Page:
Are the toys taking over? Do you feel like it's a daily battle of cleaning up toys, most of which your child doesn't even play with?
If so, decluttering is the most obvious choice of finding freedom amongst the sea of plastic junk, but toy rotation is the key to keeping playtime at a manageable level within your home. So, what is it?
It is a strategy of dividing your toys into separate groups and only allowing access to one group at a time. Sounds simple, right?
It actually is, and the benefits of toy rotation are endless. It saves money, reduces clean up time, allows for more meaningful play, broadens their creativity, and sparks their imagination.
What’s not to love about it?
If you are thinking of setting up this system in your home, here’s what you need to know:
- It couldn't be easier. Gather ALL of their toys into one room. It may seem overwhelming initially, but you need to see first hand what you are dealing with and chances are, it's a lot.
- When they are in bed (for obvious reasons), go through the toys one by one and see what's broken or missing pieces, and chuck it all out. Be ruthless. Say goodbye to the tatty Happy Meals toys and the likes that serve no purpose in your home.
- Now you need to pair the toys into different groups from games and puzzles, building toys like Lego and blocks, books, social play toys such as dolls, motor skill toys, and so on. It sounds endless, but I promise you, the end result will be worth it.
- Next, you need to look at the different categories and think hard about what your child plays with. If they have twenty teddies, do they really play with them all? Attack the toys again, and put aside what you know they no longer have interest in.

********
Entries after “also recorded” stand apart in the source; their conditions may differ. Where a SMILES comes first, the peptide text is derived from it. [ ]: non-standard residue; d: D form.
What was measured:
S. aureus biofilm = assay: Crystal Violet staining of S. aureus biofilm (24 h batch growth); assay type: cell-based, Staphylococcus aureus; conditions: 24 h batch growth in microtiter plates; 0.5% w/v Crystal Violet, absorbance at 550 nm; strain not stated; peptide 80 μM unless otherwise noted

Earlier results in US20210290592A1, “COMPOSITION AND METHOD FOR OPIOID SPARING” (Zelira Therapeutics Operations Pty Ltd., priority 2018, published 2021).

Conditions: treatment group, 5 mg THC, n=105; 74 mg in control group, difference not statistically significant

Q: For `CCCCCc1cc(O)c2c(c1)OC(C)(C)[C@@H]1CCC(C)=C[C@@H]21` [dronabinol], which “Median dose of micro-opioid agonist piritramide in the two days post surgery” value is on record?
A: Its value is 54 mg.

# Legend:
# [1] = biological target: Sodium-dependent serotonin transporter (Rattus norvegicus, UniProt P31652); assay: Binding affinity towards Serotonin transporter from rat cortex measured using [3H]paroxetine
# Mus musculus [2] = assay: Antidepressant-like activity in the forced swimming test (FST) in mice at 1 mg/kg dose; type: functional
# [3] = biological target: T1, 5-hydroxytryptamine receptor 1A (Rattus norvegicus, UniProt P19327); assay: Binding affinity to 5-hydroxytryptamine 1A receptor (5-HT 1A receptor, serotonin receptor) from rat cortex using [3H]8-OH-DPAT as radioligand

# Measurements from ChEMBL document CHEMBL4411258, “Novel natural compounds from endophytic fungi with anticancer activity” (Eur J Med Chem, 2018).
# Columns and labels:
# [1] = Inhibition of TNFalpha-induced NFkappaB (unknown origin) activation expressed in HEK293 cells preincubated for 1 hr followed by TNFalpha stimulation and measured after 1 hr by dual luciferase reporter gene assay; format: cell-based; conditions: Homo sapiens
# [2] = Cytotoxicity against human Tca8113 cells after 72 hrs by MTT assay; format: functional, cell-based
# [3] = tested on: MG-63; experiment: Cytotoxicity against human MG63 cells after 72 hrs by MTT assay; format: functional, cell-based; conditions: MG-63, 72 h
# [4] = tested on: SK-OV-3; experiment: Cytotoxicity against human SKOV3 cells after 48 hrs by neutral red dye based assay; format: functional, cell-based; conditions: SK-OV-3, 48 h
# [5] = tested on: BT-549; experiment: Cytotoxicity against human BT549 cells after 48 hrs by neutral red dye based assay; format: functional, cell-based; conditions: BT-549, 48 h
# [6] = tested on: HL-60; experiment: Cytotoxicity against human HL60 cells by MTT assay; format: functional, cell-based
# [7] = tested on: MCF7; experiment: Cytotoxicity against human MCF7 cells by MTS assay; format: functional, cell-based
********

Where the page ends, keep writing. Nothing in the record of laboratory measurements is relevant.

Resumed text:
- Box up those toys and find another home for them by selling them or giving them to your local charity shop or community Freecycle group on social media. As they say, one man's junk is another man's treasure.
- This is the easy bit. Now you need to create your toy rotation boxes using three or four large plastic containers. Pick a select few toys from each of the above categories and spread them across the different boxes and make sure it is a good variation.
- Next up, you need to put the in-rotation toys on display instead of storing them away in toy baskets and bins. Keep them in full view, so they know what is available to play with at all times.
- Finally, create a rotation schedule. Decide whether you want to swap the boxes fortnightly, monthly or somewhere in between. Alternatively, you can do the wait and see approach, and pull out a box when your child shows signs of boredom.
It's that simple, and it works. Also, it will save you an absolute fortune long term. Just think about the number of times they ask or beg for a new toy. Now you can rotate their toys, and it will feel like Christmas every few weeks.